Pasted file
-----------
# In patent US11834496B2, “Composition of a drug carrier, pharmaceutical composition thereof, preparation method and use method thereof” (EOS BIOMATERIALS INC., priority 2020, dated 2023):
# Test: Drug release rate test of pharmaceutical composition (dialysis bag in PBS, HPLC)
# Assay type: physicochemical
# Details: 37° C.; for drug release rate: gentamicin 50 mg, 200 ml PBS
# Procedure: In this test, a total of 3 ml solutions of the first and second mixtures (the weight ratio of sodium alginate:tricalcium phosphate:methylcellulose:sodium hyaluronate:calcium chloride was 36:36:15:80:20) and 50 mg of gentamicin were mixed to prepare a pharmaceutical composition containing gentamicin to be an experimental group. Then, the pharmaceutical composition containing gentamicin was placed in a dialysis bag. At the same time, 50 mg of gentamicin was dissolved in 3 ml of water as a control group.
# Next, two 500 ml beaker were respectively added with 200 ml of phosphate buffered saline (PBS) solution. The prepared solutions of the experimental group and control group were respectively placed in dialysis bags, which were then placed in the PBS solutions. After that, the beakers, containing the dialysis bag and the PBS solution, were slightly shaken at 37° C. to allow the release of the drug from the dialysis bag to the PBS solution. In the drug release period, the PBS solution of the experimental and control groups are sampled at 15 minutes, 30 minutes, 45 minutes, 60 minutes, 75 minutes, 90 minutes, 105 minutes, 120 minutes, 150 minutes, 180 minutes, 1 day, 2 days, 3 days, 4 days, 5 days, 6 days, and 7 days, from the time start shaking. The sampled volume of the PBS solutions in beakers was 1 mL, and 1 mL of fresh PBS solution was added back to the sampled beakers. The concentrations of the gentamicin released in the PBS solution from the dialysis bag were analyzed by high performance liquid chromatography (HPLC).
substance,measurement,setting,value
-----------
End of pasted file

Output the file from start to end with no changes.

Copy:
# In patent US11834496B2, “Composition of a drug carrier, pharmaceutical composition thereof, preparation method and use method thereof” (EOS BIOMATERIALS INC., priority 2020, dated 2023):
# Test: Drug release rate test of pharmaceutical composition (dialysis bag in PBS, HPLC)
# Assay type: physicochemical
# Details: 37° C.; for drug release rate: gentamicin 50 mg, 200 ml PBS
# Procedure: In this test, a total of 3 ml solutions of the first and second mixtures (the weight ratio of sodium alginate:tricalcium phosphate:methylcellulose:sodium hyaluronate:calcium chloride was 36:36:15:80:20) and 50 mg of gentamicin were mixed to prepare a pharmaceutical composition containing gentamicin to be an experimental group. Then, the pharmaceutical composition containing gentamicin was placed in a dialysis bag. At the same time, 50 mg of gentamicin was dissolved in 3 ml of water as a control group.
# Next, two 500 ml beaker were respectively added with 200 ml of phosphate buffered saline (PBS) solution. The prepared solutions of the experimental group and control group were respectively placed in dialysis bags, which were then placed in the PBS solutions. After that, the beakers, containing the dialysis bag and the PBS solution, were slightly shaken at 37° C. to allow the release of the drug from the dialysis bag to the PBS solution. In the drug release period, the PBS solution of the experimental and control groups are sampled at 15 minutes, 30 minutes, 45 minutes, 60 minutes, 75 minutes, 90 minutes, 105 minutes, 120 minutes, 150 minutes, 180 minutes, 1 day, 2 days, 3 days, 4 days, 5 days, 6 days, and 7 days, from the time start shaking. The sampled volume of the PBS solutions in beakers was 1 mL, and 1 mL of fresh PBS solution was added back to the sampled beakers. The concentrations of the gentamicin released in the PBS solution from the dialysis bag were analyzed by high performance liquid chromatography (HPLC).
substance,measurement,setting,value